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  • br Conflict of interest br Acknowledgements

    2023-01-24


    Conflict of interest
    Acknowledgements We thank Ann Jackman, Mike Ormerod and members of Julian Downward's and Alan Ashworth's groups for helpful discussions. This work was supported by grant number PEM/GME/D391/40 from the Kidani Trust (S. Kaye) and by Keele University.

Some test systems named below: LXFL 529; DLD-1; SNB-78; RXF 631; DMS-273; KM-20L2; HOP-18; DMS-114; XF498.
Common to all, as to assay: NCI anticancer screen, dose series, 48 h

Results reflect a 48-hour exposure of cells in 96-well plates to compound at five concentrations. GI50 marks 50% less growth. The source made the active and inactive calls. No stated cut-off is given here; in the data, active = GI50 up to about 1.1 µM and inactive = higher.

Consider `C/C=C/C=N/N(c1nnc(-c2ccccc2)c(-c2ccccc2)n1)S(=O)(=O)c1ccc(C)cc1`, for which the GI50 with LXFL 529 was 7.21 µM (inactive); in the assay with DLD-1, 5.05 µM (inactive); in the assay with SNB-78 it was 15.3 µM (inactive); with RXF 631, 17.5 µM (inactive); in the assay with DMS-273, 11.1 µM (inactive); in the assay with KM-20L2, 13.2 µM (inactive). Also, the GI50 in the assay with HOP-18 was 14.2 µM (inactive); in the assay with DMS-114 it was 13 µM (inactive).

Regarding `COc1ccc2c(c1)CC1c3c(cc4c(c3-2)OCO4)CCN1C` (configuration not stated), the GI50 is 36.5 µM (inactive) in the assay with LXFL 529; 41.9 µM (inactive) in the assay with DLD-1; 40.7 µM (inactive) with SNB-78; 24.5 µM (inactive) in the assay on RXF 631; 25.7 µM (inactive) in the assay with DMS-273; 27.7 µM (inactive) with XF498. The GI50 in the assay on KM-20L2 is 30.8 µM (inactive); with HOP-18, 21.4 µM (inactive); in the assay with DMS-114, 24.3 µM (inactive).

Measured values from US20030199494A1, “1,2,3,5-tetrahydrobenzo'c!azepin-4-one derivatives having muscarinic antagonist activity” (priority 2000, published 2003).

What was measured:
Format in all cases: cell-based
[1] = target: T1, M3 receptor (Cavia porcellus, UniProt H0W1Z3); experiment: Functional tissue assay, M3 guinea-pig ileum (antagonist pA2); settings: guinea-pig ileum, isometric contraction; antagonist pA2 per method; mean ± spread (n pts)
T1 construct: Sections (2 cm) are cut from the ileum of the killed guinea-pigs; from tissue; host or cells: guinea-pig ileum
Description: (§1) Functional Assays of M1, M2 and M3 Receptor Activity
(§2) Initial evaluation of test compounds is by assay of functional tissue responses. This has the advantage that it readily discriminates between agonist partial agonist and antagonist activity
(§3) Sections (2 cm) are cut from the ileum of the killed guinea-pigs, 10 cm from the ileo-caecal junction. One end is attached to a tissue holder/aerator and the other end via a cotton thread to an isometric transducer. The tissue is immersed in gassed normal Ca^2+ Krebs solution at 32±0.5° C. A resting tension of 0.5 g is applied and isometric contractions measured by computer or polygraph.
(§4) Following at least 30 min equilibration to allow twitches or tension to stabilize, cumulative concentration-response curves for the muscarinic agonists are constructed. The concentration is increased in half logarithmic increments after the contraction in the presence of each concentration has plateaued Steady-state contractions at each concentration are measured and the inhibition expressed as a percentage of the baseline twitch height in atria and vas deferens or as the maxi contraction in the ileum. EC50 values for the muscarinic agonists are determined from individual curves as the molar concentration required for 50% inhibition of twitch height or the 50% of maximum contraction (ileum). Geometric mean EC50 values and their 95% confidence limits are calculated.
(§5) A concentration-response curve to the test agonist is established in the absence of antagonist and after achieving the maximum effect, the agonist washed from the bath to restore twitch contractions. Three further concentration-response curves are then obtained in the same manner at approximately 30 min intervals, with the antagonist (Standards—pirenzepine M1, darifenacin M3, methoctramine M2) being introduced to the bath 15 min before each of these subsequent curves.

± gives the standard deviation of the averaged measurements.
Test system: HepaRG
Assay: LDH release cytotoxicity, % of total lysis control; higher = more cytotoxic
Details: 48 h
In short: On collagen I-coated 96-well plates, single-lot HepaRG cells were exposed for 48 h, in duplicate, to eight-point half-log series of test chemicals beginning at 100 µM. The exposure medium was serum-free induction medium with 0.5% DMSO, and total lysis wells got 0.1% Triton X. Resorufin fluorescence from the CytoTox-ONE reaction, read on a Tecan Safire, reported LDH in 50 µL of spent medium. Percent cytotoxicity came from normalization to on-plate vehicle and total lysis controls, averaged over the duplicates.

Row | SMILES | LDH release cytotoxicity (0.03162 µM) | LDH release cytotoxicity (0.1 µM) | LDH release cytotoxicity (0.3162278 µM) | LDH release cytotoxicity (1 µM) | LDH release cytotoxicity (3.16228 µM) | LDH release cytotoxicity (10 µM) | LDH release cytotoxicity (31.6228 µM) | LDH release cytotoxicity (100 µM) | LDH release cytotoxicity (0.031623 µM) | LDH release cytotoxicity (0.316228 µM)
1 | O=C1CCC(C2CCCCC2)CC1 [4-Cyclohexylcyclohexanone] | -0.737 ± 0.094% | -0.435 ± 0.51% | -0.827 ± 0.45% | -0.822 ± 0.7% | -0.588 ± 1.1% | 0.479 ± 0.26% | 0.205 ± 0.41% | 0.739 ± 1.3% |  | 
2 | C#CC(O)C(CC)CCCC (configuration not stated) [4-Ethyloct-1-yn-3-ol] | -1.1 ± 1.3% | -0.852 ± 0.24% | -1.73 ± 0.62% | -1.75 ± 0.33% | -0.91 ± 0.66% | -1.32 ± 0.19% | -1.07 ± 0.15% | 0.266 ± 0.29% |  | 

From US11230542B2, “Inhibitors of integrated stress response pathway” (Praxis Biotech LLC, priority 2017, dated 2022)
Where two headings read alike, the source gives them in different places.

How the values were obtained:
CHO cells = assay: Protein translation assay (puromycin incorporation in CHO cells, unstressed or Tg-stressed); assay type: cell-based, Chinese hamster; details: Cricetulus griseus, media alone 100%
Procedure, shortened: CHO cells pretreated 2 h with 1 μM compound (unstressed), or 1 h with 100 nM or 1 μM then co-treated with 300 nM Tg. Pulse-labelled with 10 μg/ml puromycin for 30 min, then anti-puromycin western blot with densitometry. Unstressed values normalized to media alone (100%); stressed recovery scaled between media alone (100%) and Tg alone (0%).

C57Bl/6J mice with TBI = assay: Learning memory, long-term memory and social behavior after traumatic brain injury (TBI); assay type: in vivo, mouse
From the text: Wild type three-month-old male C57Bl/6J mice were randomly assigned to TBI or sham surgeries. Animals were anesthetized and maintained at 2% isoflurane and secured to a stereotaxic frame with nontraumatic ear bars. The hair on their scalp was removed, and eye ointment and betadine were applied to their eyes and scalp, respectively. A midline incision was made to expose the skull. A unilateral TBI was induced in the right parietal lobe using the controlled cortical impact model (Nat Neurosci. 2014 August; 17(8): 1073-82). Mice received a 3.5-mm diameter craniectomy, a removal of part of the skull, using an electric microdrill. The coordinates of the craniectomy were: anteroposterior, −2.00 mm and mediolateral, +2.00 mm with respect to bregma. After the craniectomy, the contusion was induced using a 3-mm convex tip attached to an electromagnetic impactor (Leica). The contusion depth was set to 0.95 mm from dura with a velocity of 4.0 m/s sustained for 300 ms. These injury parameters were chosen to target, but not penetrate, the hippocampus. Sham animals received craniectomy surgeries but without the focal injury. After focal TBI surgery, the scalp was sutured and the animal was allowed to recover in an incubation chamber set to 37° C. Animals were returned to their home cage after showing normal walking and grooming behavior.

Introduction Autotaxin (ATX) (EC number: 3.1.4.39), encoded by the ENPP2 gene, is a secreted glycoprotein and the only member of the ectonucleotide pyrophosphatase/phosphodiesterase family (ENPP) that has lysophopholipase D (lysoPLD) activity (Umezu-Goto et al., 2002). ATX hydrolyses lysophosphatidylcholine (LPC) to produce lysophosphatidic daunorubicin (LPA) and choline. LPA is a bioactive lipid, which binds and signals mainly through specific G-protein-coupled lysophosphatidic acid receptors 1 to 6 (LPA1–6) (Kihara et al., 2014). In human, ATX is ubiquitously expressed and is also present in blood (Aoki et al., 2002). For specific spatiotemporal signaling, ATX is recruited on the cell surface by activated β3-integrins (Leblanc et al., 2014, Pamuklar et al., 2009). Upon binding via its somatomedin B-like (SMB) domains to integrins (Hausmann et al., 2011), ATX is tethered to plasma membrane, promoting thereby allocated LPA-signaling. The localized increase in LPA concentration results in specific biological response, as LPA stimulates cell migration, proliferation and survival (Moolenaar et al., 2004), induces platelet aggregation and chemotaxis (Jalink et al., 1993), smooth muscle contraction (Tokumura et al., 1994), neurite remodeling (Fukushima et al., 2002) and ion channel activity (Iftinca et al., 2007). Therefore, ATX contributes to various physiological and pathophysiological processes, such as embryonic development (Moolenaar et al., 2013), wound healing (Lee et al., 2013), inflammation (Knowlden and Georas, 2014), vascular (van Meeteren et al., 2006) and neural development (Fotopoulou et al., 2010), and in tumor growth, metastasis (Leblanc and Peyruchaud, 2015) and chemoresistance (Brindley et al., 2013). Consequently, ATX is a potential therapeutic target in various diseases, including cancer, as the ATX-LPA signaling axis plays a role in various tumor types (Houben and Moolenaar, 2011, Liu et al., 2009). Noteworthy, the ENPP2 gene itself, is amplified in tumors of the breast (8.2%), the ovary (6.9%), the eye (6.3%) and the liver (4.6%) (Fig. 1) (COSMIC, 2016). In addition, genetic silencing of ATX and LPA receptors expression in mouse models reveals the importance of ATX-LPA axis in cancer development (Liu et al., 2009). Being an extracellular enzyme, ATX represents an attractive drug target and there is potential for designing novel small-molecule inhibitors targeting this enzyme. Moreover, pharmacologic inhibition of ATX is well tolerated, at least in adult mice (Katsifa et al., 2015). To date, efforts to target ATX have disclosed small-molecule inhibitors (reviewed in ref. Castagna et al., 2016), as well as an aptamer (Kato et al., 2016). The field is still relatively young, as so far only one ATX inhibitor, GLPG1690 (Fig. 2), has been reported to be in clinical trials (Galapagos NV, 2000) and is currently on phase II for patients with idiopathic pulmonary fibrosis. In general, most of the reported ATX inhibitors display similar chemotype, consisting of three elements: an acidic moiety, a spacer core and a lipophilic tail (Castagna et al., 2016). The acidic headgroup binds to Zn-ions in the active site and the core spacer guides the hydrophobic tail to the lipophilic pocket. However, a few inhibitors have been discovered which do not follow this typical pattern. These inhibitors were identified to target only the lipophilic pocket or the tunnel, excluding the active site (Fells et al., 2013, Stein et al., 2015). With this type of inhibitors, Stein et al. demonstrated inhibitory action only towards ATX lysoPLD activity; moreover, Fells et al. demonstrated that their inhibitors reduced invasion and metastasis in vitro, truly disclosing the potential for inhibitors blocking only the pocket site. Moreover, Shah et al. published imidazo[4,5-c]pyridines series which bind to this site as well (Shah et al., 2016). Most recently, a SAR study identified an inhibitor which binds to the tunnel site (Miller et al., 2017), and benzene-sulfonamide derivatives were reported to reduce melanoma metastasis in vivo (Banerjee et al., 2017). Overall, this type of ATX inhibition, excluding the active-site binding which contains two Zn-ions, will lower the potential risk in off-target metalloprotein binding; for instance, similar tactics has been utilized in selective matrix-metalloproteinase inhibitor design (Jacobsen et al., 2010).